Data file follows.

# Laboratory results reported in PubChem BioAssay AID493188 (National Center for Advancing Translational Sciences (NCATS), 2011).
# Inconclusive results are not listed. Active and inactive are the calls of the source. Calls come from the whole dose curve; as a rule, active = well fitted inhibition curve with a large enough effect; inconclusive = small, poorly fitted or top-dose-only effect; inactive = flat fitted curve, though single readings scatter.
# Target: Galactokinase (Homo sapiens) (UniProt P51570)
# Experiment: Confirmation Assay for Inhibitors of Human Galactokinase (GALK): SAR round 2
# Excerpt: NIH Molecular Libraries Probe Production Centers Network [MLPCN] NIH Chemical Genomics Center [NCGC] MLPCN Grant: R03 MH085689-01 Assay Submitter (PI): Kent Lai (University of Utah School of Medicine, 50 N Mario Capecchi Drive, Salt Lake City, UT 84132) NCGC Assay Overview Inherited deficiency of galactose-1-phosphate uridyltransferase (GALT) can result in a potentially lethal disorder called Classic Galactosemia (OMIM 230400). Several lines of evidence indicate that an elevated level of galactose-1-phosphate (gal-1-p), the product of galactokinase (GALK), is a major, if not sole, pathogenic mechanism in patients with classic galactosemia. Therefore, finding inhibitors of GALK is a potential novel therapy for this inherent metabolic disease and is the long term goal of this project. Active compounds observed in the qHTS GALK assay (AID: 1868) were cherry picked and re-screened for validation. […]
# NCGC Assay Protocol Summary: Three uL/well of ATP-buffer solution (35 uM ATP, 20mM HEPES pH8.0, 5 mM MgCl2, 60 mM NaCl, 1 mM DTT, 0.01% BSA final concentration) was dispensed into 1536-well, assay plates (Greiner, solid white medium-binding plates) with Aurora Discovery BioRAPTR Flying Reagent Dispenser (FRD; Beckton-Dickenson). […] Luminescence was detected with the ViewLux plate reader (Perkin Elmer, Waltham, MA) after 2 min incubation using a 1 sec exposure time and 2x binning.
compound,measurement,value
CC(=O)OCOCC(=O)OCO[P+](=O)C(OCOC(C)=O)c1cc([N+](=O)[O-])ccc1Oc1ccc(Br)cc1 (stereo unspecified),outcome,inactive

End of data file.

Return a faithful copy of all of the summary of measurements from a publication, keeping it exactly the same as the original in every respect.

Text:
# Laboratory results reported in PubChem BioAssay AID493188 (National Center for Advancing Translational Sciences (NCATS), 2011).
# Inconclusive results are not listed. Active and inactive are the calls of the source. Calls come from the whole dose curve; as a rule, active = well fitted inhibition curve with a large enough effect; inconclusive = small, poorly fitted or top-dose-only effect; inactive = flat fitted curve, though single readings scatter.
# Target: Galactokinase (Homo sapiens) (UniProt P51570)
# Experiment: Confirmation Assay for Inhibitors of Human Galactokinase (GALK): SAR round 2
# Excerpt: NIH Molecular Libraries Probe Production Centers Network [MLPCN] NIH Chemical Genomics Center [NCGC] MLPCN Grant: R03 MH085689-01 Assay Submitter (PI): Kent Lai (University of Utah School of Medicine, 50 N Mario Capecchi Drive, Salt Lake City, UT 84132) NCGC Assay Overview Inherited deficiency of galactose-1-phosphate uridyltransferase (GALT) can result in a potentially lethal disorder called Classic Galactosemia (OMIM 230400). Several lines of evidence indicate that an elevated level of galactose-1-phosphate (gal-1-p), the product of galactokinase (GALK), is a major, if not sole, pathogenic mechanism in patients with classic galactosemia. Therefore, finding inhibitors of GALK is a potential novel therapy for this inherent metabolic disease and is the long term goal of this project. Active compounds observed in the qHTS GALK assay (AID: 1868) were cherry picked and re-screened for validation. […]
# NCGC Assay Protocol Summary: Three uL/well of ATP-buffer solution (35 uM ATP, 20mM HEPES pH8.0, 5 mM MgCl2, 60 mM NaCl, 1 mM DTT, 0.01% BSA final concentration) was dispensed into 1536-well, assay plates (Greiner, solid white medium-binding plates) with Aurora Discovery BioRAPTR Flying Reagent Dispenser (FRD; Beckton-Dickenson). […] Luminescence was detected with the ViewLux plate reader (Perkin Elmer, Waltham, MA) after 2 min incubation using a 1 sec exposure time and 2x binning.
compound,measurement,value
CC(=O)OCOCC(=O)OCO[P+](=O)C(OCOC(C)=O)c1cc([N+](=O)[O-])ccc1Oc1ccc(Br)cc1 (stereo unspecified),outcome,inactive